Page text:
On Sunday morning, we meet people walking slowly back along Columbia Road, hugging armfuls of pink peonies and brown-paper-wrapped lemon trees. At the famous flower market, we push through crowds in the middle of a street flanked by stall holders selling huge bunches of willow, and green cabbage roses tinged with pink, before enjoying a leisurely tapas lunch in Laxeiro. Our flowers propped up on the windowsills, we drink Cava and watch the tourists outside taking photographs of the restaurant cat sitting on a car roof in the winter sun.
At night, we venture to Lounge Lover (located down a side alley off Red Church Street, and identified only by a neon pink flashing heart) for marshmallow cocktails in the shadow of a huge glass palm-tree chandelier and ten foot oriental vases, and afterwards join the hungry queues in the dimly-lit, nightclub-like Pizza East, where waiting times can total 90 minutes.
Love it or loathe its too-cool-for-school attitude, Shoreditch is a perfect spot to spend a weekend in London. With a host of bars and restaurants both on and near the high street, there’s no need to worry about catching the last tube back to the hotel, or to wonder where the action is. It’s here. And located less than a ten minute walk from Liverpool Street station, it’s also an easy trip to the more obvious London tourist attractions.
Although, you better get there fast. According to my cool colleague Dani, Shoreditch is so over now. Dalston is the place to be.
As an antidote to all that coolness, we also tried on soldiers' hats at the Tower of London, watched a gorgeous guy breakdance in Leicester Square and browsed the (inexplicable) M&M store
Don’t miss in Shoreditch:
·         Have the run of a three-story Georgian house in the beautifully-decorated The Commercial Tavern, complete with tiled bars, multiple chandeliers and antlers on the walls.
·         Whoosh up to the 38th floor of the Heron Tower in a glass elevator, and have a drink at a bar built around an orange tree or on one of the outdoor terraces in Sushi Samba
·         Eat gourmet pork scratchings with a view in the more affordable Duck and Waffle on the 40th floor of the Heron Tower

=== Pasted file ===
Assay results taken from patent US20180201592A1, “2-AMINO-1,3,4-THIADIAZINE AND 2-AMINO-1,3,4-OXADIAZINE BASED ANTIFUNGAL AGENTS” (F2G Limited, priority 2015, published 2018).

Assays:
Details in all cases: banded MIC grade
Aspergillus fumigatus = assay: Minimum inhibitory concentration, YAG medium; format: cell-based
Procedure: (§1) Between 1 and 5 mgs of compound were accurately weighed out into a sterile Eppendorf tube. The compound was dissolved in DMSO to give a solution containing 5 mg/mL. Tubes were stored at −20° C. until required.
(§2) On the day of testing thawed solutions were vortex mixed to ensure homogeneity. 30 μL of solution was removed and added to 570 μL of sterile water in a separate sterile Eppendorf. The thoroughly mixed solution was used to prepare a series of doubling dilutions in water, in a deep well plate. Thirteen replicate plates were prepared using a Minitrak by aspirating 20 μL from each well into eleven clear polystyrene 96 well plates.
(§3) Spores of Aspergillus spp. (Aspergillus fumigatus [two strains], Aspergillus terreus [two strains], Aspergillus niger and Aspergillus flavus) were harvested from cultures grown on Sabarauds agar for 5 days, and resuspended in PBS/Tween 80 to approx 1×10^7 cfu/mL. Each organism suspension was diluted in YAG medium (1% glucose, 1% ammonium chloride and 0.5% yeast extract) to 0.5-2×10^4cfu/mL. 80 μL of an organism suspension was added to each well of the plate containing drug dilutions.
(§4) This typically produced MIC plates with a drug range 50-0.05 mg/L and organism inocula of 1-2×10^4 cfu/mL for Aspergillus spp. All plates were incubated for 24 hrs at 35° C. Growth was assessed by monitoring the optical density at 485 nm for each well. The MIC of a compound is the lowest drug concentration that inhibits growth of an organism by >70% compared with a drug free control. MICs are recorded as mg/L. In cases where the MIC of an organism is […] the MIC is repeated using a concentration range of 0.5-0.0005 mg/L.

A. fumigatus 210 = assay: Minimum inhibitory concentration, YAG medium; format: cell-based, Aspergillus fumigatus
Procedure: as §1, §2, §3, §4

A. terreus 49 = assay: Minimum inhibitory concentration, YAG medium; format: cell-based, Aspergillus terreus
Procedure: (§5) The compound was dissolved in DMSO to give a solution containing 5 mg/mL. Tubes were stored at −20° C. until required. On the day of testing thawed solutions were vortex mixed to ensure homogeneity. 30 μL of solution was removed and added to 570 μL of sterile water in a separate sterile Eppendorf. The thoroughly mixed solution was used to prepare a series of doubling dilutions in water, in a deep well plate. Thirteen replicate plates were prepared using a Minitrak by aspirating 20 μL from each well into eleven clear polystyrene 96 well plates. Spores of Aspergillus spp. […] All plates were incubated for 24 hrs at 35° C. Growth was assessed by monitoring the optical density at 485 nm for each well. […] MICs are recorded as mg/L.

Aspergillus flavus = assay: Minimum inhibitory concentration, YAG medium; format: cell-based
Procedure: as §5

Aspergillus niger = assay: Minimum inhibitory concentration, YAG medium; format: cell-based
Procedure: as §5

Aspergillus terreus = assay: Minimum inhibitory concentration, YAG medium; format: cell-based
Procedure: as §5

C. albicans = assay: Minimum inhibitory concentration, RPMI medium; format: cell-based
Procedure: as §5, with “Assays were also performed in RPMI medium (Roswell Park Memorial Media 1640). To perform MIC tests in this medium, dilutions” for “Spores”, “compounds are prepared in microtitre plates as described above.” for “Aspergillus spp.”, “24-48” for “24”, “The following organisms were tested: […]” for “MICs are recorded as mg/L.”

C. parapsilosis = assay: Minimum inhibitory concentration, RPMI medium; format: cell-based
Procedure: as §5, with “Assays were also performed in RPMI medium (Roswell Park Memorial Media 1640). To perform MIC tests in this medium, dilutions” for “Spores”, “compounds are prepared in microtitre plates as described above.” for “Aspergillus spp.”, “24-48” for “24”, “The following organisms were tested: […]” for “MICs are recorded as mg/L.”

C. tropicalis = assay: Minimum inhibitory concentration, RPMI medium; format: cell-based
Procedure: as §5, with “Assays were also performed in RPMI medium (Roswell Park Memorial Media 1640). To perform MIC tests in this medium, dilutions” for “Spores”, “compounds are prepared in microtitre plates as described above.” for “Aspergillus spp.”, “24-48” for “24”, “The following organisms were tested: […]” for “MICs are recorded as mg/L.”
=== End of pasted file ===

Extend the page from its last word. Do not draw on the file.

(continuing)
·         Say the password and walk through a fridge in The Breakfast Club to the secret speakeasy bar ‘The Mayor of Scaredy Cat Town’.
·         Book your two hour slot online, and stare down the haughty front-of-house staff at Lounge Lover to try some of the best cocktails in London
·         Visit a plethora of bars in Hoxton Square
·         Stay local and have a gingerbread cocktail in Barrio East on Shoreditch High Street
·         Enjoy the roof gardens in Boundary
·         Book a night in a tiny hotel room in Shoreditch House and enjoy the (members only) club for 24 hours – we spotted Russell Brand walking his dog down the street recently
·         Visit M Goldstein antiques for a quirky seaside barometer, industrial neon alphabet letters, or an 8 foot robot.

TWO of my friends had mental health difficulties. One had a psychotic break while we were away on holidays. So Nathan Filer’s debut novel, ‘The Shock of the Fall’, resonated loudly with me. It disturbed and scared me. Filer previously worked as a mental health nurse and the main character's (Matthew) fall into deep schizophrenia seemed very real – his constant writing in notebooks, his filthy flat full of a structure he spent weeks building, his belief that his brother is still here, his dismissal by all of his friends after becoming sick, and his constant smoking on the psychiatric ward, were all very believable plot lines.
And there was also the double whammy of Matthew's brother who has special educational needs.
It was interesting that when I googled ‘The Shock of the Fall’, that Graeme Simpsion’s ‘The Rosie Project’ appeared under ‘related searches’. Two totally different books, but both about non-typically developing people, one with Downs Syndrome and the others with Asperger-like tendencies. One is uplifting (The Rosie Project), and the other, although it ends on a somewhat hopeful note, depresses me long after closing it.
Full of suspense and a foggy story-line that is slowly revealed over the course of the book, I was hooked. I understand why Filer won the 'Costa Book of the Year 2013' award. It's a complicated, clever book.
However, I'm not sure if I’ll recommend this book to anyone who has come into contact with any of the themes – it may simply cut too close to the bone.